Less-ambitious improvements
Although IT customers also want to improve their software, they are wary of big-bang packaged applications--purchases that are just now rolling off accrual budgets. This time around, CIOs are shunning expensive panaceas, especially large-scale customer relationship management (CRM) systems. Many tech executives lost face (or jobs) when the promised benefits didn't materialize, often because the technology demanded difficult-to-realize changes in processes and in employee behavior. Even worse than buying packaged applications, CIOs told us, was buying applications and then customizing them, for this strategy made it necessary to reinvest in customization with each subsequent upgrade.

CIOs now favor narrower, more-targeted, less-ambitious improvements that mitigate the risk of organizational rejection. Custom software that closely adheres to a company's existing processes (and therefore requires little or no process change) is popular, and so is software developed for a specific industry.

Meanwhile, integration--a higher priority now than it was during the boom--is generating demand for enterprise application integration (EAI) technologies. Web services are gaining traction faster than anticipated, especially in small telecom and other companies at the forefront of IT innovation. Of the CIOs we interviewed, 8 percent said that Web services were their primary integration strategy.

Web services are gaining traction faster than anticipated.
Despite these inroads, most companies are still at the experimental stage with this technology, which demands advanced skills and a high degree of commitment from the IT organization. Others are choosing a different path: Roughly half of the CIOs we spoke with have been (or are thinking about) investing in integration broker software, often combined with Web services. Adoption is strongest among telecommunications and financial-services companies, whose technical complexity makes the software especially attractive.

The third-party services market could feel the pinch, however. Many companies, spurred by lower IT salaries after the economic slowdown, hired talent and brought IT development in-house. These new hires often support and develop the more-customized applications that today's IT budgets favor. But this move could boomerang on companies in the future: The absence of vendor support could reduce economies of scale and push up costs. Offshoring in less-expensive labor markets could, of course, offset them.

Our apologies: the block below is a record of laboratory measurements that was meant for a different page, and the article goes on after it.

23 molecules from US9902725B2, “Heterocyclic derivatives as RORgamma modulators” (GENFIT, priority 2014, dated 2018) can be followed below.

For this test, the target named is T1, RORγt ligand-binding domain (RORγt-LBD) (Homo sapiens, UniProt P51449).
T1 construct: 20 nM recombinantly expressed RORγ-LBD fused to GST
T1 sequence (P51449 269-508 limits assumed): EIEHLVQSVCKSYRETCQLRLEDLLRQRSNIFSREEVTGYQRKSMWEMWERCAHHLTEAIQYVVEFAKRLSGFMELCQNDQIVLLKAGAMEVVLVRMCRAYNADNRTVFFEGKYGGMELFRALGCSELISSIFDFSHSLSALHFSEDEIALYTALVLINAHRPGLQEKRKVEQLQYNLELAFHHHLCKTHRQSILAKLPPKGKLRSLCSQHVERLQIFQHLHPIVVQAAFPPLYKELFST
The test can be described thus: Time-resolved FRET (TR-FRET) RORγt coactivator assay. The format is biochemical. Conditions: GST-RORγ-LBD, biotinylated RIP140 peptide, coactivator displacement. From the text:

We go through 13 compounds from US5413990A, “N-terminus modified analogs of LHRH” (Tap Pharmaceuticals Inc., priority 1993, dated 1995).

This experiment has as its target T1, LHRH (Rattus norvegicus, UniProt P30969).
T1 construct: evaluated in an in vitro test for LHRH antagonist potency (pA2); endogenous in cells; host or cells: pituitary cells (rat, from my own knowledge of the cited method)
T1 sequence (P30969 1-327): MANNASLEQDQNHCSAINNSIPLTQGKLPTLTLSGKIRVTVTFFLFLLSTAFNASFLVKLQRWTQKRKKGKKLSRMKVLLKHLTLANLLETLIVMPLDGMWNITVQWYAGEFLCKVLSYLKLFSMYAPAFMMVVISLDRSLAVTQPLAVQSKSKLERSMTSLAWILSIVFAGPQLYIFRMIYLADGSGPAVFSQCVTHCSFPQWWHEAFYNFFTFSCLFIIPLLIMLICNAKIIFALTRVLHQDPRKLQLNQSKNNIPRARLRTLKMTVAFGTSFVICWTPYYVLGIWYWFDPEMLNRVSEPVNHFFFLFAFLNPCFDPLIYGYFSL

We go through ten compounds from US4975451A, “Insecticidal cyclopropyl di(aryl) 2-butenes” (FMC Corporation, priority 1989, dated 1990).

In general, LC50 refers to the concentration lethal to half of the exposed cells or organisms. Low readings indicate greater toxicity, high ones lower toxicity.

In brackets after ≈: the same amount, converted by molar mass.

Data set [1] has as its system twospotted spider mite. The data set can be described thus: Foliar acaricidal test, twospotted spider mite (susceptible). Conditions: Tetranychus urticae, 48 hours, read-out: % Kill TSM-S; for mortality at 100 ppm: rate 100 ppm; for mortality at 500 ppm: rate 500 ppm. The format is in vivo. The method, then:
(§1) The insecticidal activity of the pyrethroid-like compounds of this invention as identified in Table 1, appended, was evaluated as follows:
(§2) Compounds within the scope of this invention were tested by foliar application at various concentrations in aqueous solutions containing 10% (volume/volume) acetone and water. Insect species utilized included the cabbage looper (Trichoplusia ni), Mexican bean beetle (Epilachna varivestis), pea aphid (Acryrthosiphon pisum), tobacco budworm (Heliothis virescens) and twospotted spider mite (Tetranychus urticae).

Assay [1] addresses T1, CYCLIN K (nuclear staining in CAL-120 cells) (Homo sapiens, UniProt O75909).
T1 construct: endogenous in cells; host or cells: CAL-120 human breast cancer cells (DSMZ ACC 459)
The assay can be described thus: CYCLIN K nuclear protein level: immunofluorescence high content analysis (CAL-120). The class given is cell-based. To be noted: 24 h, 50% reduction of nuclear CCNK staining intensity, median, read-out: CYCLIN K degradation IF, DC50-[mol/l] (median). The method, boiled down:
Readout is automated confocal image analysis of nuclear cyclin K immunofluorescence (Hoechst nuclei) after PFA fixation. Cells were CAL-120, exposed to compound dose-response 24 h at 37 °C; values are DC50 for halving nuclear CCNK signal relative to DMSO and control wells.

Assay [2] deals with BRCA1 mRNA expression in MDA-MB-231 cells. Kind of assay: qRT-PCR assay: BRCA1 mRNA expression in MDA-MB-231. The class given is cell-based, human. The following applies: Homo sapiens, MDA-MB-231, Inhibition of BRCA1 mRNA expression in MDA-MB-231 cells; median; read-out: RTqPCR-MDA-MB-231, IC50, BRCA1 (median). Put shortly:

More sophisticated
Customers have also changed the way they make IT investments, and that will pressure margins for commodity and high-end products alike. Many buyers have adopted more-sophisticated management processes for evaluating new technology proposals. Increasingly, the budgets or bonuses--or both--of CIOs reflect business outcomes. Still, most companies are not as disciplined as they could be in this respect: Sixty-four percent of the CIOs we talked to said that once IT budgets are set at the beginning of the year, they don't have to be defended. Many CIOs reported that their companies undertook no auditing or follow-up to determine whether IT projects failed or succeeded.

Moreover, although some companies are enlisting purchasing experts to help them buy commodity IT goods and services, IT spending is still outside the normal procurement process in most of the businesses we researched. Nearly half of the CIOs we talked to said that no clear links exist between purchasing and IT and that the procurement department plays a role only for highly commoditized purchases.

Even so, CIOs feel they have less of a say in decisions on IT spending. Several oversight models are emerging; the most common is an autonomous IT group that must get financial approval for expensive new initiatives. Strategic IT investments, such as new spending on applications, require input from the CIO's staff, but business unit executives increasingly make these decisions. What's more, the number of CIOs reporting to CFOs doubled in 2003--a trend likely to continue as companies seek ways to get greater value from IT investments. Many CIOs support this shift because they believe that business units ought to be involved and that the finance and purchasing groups can make their budgets go much further.

Companies that sell technology gear, code and services must deal with the new realities while the sector is being restructured. A long-overdue shakeout is beginning as industry leaders acquire and make alliances with smaller players that could help them gain scale or scope.

We expect that large tech players, whose sales teams have good access to clients, will become the centers of gravity. In the past, hardware vendors often had to strike deals with software companies to gain access to their clients. Now the balance may be shifting in the other direction. In either case, smaller players will need to make alliances with the market leaders, not least because customers say that they want to deal with fewer vendors.

For more insight, go to the McKinsey Quarterly Web site.

Copyright © 1992-2004 McKinsey & Company, Inc.